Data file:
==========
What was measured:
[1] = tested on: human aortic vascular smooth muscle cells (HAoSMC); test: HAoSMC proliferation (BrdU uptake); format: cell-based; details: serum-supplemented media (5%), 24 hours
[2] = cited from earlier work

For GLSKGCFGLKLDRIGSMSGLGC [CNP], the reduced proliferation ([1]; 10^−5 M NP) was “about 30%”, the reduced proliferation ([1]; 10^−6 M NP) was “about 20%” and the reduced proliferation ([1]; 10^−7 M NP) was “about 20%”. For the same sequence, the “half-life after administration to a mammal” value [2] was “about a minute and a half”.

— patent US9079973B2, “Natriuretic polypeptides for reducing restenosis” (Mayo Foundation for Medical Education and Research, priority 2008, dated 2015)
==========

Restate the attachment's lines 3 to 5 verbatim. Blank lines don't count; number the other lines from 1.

[2] = cited from earlier work

For GLSKGCFGLKLDRIGSMSGLGC [CNP], the reduced proliferation ([1]; 10^−5 M NP) was “about 30%”, the reduced proliferation ([1]; 10^−6 M NP) was “about 20%” and the reduced proliferation ([1]; 10^−7 M NP) was “about 20%”. For the same sequence, the “half-life after administration to a mammal” value [2] was “about a minute and a half”.

— patent US9079973B2, “Natriuretic polypeptides for reducing restenosis” (Mayo Foundation for Medical Education and Research, priority 2008, dated 2015)